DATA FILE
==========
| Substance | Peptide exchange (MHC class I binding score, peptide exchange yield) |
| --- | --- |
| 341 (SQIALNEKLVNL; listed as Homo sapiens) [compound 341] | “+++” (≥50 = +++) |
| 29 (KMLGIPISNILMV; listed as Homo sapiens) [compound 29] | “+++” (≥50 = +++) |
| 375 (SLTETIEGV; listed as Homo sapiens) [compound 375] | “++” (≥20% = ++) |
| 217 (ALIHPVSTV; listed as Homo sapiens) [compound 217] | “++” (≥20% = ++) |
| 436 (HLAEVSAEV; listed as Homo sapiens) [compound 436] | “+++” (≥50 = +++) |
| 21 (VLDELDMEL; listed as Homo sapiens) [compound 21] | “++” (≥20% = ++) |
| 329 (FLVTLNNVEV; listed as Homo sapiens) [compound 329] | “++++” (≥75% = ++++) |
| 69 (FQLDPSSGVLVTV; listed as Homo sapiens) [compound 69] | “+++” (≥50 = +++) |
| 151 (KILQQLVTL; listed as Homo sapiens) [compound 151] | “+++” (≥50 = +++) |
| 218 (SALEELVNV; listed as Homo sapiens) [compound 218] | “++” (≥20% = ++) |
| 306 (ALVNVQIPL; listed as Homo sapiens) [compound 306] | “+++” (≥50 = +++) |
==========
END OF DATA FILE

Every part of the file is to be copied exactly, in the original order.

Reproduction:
| Substance | Peptide exchange (MHC class I binding score, peptide exchange yield) |
| --- | --- |
| 341 (SQIALNEKLVNL; listed as Homo sapiens) [compound 341] | “+++” (≥50 = +++) |
| 29 (KMLGIPISNILMV; listed as Homo sapiens) [compound 29] | “+++” (≥50 = +++) |
| 375 (SLTETIEGV; listed as Homo sapiens) [compound 375] | “++” (≥20% = ++) |
| 217 (ALIHPVSTV; listed as Homo sapiens) [compound 217] | “++” (≥20% = ++) |
| 436 (HLAEVSAEV; listed as Homo sapiens) [compound 436] | “+++” (≥50 = +++) |
| 21 (VLDELDMEL; listed as Homo sapiens) [compound 21] | “++” (≥20% = ++) |
| 329 (FLVTLNNVEV; listed as Homo sapiens) [compound 329] | “++++” (≥75% = ++++) |
| 69 (FQLDPSSGVLVTV; listed as Homo sapiens) [compound 69] | “+++” (≥50 = +++) |
| 151 (KILQQLVTL; listed as Homo sapiens) [compound 151] | “+++” (≥50 = +++) |
| 218 (SALEELVNV; listed as Homo sapiens) [compound 218] | “++” (≥20% = ++) |
| 306 (ALVNVQIPL; listed as Homo sapiens) [compound 306] | “+++” (≥50 = +++) |